Sunday, 5 June 2011

The Number 180 Route

Belvedere Industrial Area to Lewisham Bus Garage

Wednesday June 1st 2011

This was to be our second route today that was to fill the gaps in and so complete a sequence of nine routes – most of them originating in SE London. Our route planner was away walking in France and I was not sure she had absolutely noticed that Thamesmead Town Centre is not quite the same as Belvedere Industrial area – there would have been a complicated 2-3 bus trip to link them but in the end Mary and I decided to walk a 2 mile chunk of the Thames Path from Thamesmead Pumping Station to Crabtree Manor Way a route which circles the ‘bump’ that is essentially Thamesmead – it also takes you past such delights as the Crossness Pumping Station, then  The Crossness Sewage Works and the new re-cycling facility for the posh inner London boroughs – bring your rubbish to Thamesmead… ‘The Riverside Resource Recovery Facility’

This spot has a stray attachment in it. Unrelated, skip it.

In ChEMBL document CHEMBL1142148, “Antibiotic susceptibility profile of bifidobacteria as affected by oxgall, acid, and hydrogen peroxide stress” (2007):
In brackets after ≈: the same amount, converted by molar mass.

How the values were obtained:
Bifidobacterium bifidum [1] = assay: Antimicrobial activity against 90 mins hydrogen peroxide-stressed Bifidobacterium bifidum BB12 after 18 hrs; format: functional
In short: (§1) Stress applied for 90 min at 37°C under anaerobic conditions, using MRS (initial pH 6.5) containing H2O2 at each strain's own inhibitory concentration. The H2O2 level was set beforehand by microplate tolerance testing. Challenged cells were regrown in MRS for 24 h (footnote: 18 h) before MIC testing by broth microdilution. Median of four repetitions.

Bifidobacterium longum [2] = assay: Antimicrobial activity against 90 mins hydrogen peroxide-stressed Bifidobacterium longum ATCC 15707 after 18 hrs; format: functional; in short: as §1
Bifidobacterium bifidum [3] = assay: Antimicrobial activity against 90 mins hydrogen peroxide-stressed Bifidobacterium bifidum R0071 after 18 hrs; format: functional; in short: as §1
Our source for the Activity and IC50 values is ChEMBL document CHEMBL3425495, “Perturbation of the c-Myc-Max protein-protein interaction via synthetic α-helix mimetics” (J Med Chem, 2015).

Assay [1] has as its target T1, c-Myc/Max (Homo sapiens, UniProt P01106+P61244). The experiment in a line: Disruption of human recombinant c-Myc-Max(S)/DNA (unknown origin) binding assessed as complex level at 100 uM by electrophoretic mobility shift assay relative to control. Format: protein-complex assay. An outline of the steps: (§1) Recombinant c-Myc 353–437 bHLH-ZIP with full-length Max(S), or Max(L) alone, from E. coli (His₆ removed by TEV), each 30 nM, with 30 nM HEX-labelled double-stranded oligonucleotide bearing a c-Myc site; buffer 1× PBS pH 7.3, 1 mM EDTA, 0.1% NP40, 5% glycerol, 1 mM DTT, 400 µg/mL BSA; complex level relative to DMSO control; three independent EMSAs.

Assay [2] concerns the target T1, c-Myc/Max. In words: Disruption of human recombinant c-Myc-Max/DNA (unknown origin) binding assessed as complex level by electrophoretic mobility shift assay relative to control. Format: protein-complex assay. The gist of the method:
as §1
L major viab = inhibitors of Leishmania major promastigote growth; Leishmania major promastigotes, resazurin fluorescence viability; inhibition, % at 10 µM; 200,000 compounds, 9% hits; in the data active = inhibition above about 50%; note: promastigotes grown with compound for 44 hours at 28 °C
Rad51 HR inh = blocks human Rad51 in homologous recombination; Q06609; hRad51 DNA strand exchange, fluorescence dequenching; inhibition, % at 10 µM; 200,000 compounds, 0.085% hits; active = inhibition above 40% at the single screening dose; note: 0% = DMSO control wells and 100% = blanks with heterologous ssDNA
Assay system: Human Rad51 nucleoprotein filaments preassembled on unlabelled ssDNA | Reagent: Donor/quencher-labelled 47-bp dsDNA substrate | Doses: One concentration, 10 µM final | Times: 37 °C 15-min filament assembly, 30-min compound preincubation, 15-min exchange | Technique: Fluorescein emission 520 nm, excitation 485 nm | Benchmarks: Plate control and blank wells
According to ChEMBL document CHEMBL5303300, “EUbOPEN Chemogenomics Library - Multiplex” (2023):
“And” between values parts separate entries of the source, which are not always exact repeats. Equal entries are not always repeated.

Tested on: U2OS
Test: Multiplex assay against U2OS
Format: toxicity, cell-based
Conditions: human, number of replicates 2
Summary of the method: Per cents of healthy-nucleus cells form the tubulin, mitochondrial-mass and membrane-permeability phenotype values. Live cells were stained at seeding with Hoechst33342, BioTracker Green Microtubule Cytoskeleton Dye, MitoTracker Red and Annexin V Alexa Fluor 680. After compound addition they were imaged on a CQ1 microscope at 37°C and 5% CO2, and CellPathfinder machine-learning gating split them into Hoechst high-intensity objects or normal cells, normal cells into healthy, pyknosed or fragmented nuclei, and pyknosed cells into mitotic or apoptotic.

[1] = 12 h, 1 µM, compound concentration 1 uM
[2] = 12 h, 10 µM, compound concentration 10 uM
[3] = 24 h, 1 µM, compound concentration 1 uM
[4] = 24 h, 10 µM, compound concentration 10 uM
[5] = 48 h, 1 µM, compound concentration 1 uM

The river sparkled in the sun, and it was interesting to see Dagenham, so recently visited by us on routes 173-5, from across the Thames. The sewage works were a little wiffly today leading us to wonder whether this was another hazard of living in Thamesmead, when the wind is in the wrong direction.

As planned we left the Thames Path (this is a bus blog and not a walkers’ guide) and had a few minutes to wait for the next 180 to pick us up from the first stop, where I would guess passengers are fairly rare. As no one lives here the route’s purpose in coming here can only be to offer workers a ride to their employment. Not that it wasn’t busy – lorries kept arriving and leaving – one site had 90 lorry slots and there was a huge amount of waste disposal of different kinds leading us to reflect:

a) There must be money in muck as evidenced by ‘The Sopranos’ and their interests in waste disposal

b) In order for huge city like London to function there has to be this whole hidden side where lorry loads of crap of all kinds arrive at the Eastern outskirts and get disposed of….

c) Are Belvedere & Thamesmead as New Jersey to London’s NY?